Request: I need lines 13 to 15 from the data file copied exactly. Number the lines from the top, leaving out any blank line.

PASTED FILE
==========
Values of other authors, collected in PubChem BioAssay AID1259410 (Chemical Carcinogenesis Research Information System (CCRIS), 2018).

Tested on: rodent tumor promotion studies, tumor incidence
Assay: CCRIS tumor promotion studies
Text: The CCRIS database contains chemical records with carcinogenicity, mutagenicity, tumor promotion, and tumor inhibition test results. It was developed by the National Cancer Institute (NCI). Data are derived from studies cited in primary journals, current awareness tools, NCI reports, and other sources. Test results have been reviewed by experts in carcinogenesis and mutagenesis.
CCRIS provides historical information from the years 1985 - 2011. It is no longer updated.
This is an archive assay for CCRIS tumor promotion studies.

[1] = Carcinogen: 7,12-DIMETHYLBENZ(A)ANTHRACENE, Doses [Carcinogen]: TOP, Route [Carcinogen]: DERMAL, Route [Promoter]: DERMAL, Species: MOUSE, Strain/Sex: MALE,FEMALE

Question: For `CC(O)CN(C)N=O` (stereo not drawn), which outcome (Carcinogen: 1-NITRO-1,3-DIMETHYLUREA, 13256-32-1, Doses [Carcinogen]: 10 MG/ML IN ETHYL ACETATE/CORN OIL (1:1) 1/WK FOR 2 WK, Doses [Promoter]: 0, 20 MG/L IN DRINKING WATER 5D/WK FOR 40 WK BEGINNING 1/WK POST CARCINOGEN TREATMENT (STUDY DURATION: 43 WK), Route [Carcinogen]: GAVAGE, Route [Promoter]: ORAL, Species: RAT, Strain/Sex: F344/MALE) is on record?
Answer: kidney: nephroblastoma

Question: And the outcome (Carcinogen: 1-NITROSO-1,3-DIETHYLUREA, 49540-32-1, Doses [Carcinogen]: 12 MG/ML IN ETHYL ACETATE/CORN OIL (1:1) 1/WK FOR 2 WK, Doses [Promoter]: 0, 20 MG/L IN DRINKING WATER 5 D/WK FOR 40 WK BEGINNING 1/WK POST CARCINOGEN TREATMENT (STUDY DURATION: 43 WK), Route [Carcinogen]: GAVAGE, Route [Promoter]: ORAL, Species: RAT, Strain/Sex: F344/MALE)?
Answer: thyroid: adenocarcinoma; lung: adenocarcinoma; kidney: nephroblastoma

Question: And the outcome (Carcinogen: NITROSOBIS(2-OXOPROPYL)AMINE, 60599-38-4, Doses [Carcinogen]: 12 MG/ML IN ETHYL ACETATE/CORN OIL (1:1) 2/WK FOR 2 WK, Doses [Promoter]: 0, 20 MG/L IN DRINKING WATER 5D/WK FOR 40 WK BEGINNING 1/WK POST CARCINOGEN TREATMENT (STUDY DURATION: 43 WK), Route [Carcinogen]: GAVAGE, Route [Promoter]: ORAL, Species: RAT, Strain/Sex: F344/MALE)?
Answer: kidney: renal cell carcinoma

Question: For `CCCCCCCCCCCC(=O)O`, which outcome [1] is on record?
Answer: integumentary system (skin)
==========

Answer: kidney: renal cell carcinoma

Question: For `CCCCCCCCCCCC(=O)O`, which outcome [1] is on record?
Answer: integumentary system (skin)